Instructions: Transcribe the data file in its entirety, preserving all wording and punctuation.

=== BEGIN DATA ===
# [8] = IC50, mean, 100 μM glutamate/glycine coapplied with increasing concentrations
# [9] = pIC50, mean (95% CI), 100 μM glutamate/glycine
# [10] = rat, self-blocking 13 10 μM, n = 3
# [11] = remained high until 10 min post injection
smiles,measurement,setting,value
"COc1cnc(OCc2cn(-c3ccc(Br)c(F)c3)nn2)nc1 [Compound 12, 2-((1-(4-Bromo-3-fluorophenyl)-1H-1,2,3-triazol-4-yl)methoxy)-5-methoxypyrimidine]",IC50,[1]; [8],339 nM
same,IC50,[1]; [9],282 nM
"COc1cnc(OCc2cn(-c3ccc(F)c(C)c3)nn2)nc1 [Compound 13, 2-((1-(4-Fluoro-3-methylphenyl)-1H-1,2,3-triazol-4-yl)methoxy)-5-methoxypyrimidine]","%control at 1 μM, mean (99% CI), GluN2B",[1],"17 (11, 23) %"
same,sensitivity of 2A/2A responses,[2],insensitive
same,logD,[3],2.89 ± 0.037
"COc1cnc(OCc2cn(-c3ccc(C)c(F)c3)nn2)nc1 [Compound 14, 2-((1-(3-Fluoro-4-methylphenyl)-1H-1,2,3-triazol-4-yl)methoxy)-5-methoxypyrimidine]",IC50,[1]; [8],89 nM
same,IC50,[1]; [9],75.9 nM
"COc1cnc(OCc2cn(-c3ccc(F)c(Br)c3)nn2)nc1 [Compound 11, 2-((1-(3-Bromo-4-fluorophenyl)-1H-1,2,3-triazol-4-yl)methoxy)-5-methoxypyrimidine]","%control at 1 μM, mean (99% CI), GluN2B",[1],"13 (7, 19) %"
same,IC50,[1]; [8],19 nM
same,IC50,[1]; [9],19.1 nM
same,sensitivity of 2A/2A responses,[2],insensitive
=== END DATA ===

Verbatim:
# [8] = IC50, mean, 100 μM glutamate/glycine coapplied with increasing concentrations
# [9] = pIC50, mean (95% CI), 100 μM glutamate/glycine
# [10] = rat, self-blocking 13 10 μM, n = 3
# [11] = remained high until 10 min post injection
smiles,measurement,setting,value
"COc1cnc(OCc2cn(-c3ccc(Br)c(F)c3)nn2)nc1 [Compound 12, 2-((1-(4-Bromo-3-fluorophenyl)-1H-1,2,3-triazol-4-yl)methoxy)-5-methoxypyrimidine]",IC50,[1]; [8],339 nM
same,IC50,[1]; [9],282 nM
"COc1cnc(OCc2cn(-c3ccc(F)c(C)c3)nn2)nc1 [Compound 13, 2-((1-(4-Fluoro-3-methylphenyl)-1H-1,2,3-triazol-4-yl)methoxy)-5-methoxypyrimidine]","%control at 1 μM, mean (99% CI), GluN2B",[1],"17 (11, 23) %"
same,sensitivity of 2A/2A responses,[2],insensitive
same,logD,[3],2.89 ± 0.037
"COc1cnc(OCc2cn(-c3ccc(C)c(F)c3)nn2)nc1 [Compound 14, 2-((1-(3-Fluoro-4-methylphenyl)-1H-1,2,3-triazol-4-yl)methoxy)-5-methoxypyrimidine]",IC50,[1]; [8],89 nM
same,IC50,[1]; [9],75.9 nM
"COc1cnc(OCc2cn(-c3ccc(F)c(Br)c3)nn2)nc1 [Compound 11, 2-((1-(3-Bromo-4-fluorophenyl)-1H-1,2,3-triazol-4-yl)methoxy)-5-methoxypyrimidine]","%control at 1 μM, mean (99% CI), GluN2B",[1],"13 (7, 19) %"
same,IC50,[1]; [8],19 nM
same,IC50,[1]; [9],19.1 nM
same,sensitivity of 2A/2A responses,[2],insensitive